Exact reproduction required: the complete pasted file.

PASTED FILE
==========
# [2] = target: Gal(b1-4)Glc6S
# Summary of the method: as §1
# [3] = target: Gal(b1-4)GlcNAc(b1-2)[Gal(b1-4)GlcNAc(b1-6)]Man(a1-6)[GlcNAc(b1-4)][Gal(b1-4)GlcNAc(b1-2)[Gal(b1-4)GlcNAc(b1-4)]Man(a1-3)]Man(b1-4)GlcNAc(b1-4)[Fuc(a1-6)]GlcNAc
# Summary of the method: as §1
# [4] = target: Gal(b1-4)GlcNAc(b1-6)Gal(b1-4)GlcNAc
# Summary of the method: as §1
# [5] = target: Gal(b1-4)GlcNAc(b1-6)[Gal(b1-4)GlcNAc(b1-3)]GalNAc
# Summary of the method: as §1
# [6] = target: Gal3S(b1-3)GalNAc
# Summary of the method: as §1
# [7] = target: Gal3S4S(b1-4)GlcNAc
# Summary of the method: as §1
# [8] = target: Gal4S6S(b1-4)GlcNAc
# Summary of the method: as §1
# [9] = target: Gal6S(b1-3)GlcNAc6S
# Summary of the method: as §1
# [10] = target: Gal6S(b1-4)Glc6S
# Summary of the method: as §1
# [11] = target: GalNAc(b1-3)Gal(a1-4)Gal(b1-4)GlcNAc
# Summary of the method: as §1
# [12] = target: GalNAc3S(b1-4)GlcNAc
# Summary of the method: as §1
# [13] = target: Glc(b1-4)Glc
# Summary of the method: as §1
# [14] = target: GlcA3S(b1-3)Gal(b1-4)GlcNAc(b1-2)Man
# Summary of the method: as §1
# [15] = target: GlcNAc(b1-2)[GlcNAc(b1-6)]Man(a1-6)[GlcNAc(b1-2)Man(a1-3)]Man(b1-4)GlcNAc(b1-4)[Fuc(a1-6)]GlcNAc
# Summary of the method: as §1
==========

# [2] = target: Gal(b1-4)Glc6S
# Summary of the method: as §1
# [3] = target: Gal(b1-4)GlcNAc(b1-2)[Gal(b1-4)GlcNAc(b1-6)]Man(a1-6)[GlcNAc(b1-4)][Gal(b1-4)GlcNAc(b1-2)[Gal(b1-4)GlcNAc(b1-4)]Man(a1-3)]Man(b1-4)GlcNAc(b1-4)[Fuc(a1-6)]GlcNAc
# Summary of the method: as §1
# [4] = target: Gal(b1-4)GlcNAc(b1-6)Gal(b1-4)GlcNAc
# Summary of the method: as §1
# [5] = target: Gal(b1-4)GlcNAc(b1-6)[Gal(b1-4)GlcNAc(b1-3)]GalNAc
# Summary of the method: as §1
# [6] = target: Gal3S(b1-3)GalNAc
# Summary of the method: as §1
# [7] = target: Gal3S4S(b1-4)GlcNAc
# Summary of the method: as §1
# [8] = target: Gal4S6S(b1-4)GlcNAc
# Summary of the method: as §1
# [9] = target: Gal6S(b1-3)GlcNAc6S
# Summary of the method: as §1
# [10] = target: Gal6S(b1-4)Glc6S
# Summary of the method: as §1
# [11] = target: GalNAc(b1-3)Gal(a1-4)Gal(b1-4)GlcNAc
# Summary of the method: as §1
# [12] = target: GalNAc3S(b1-4)GlcNAc
# Summary of the method: as §1
# [13] = target: Glc(b1-4)Glc
# Summary of the method: as §1
# [14] = target: GlcA3S(b1-3)Gal(b1-4)GlcNAc(b1-2)Man
# Summary of the method: as §1
# [15] = target: GlcNAc(b1-2)[GlcNAc(b1-6)]Man(a1-6)[GlcNAc(b1-2)Man(a1-3)]Man(b1-4)GlcNAc(b1-4)[Fuc(a1-6)]GlcNAc
# Summary of the method: as §1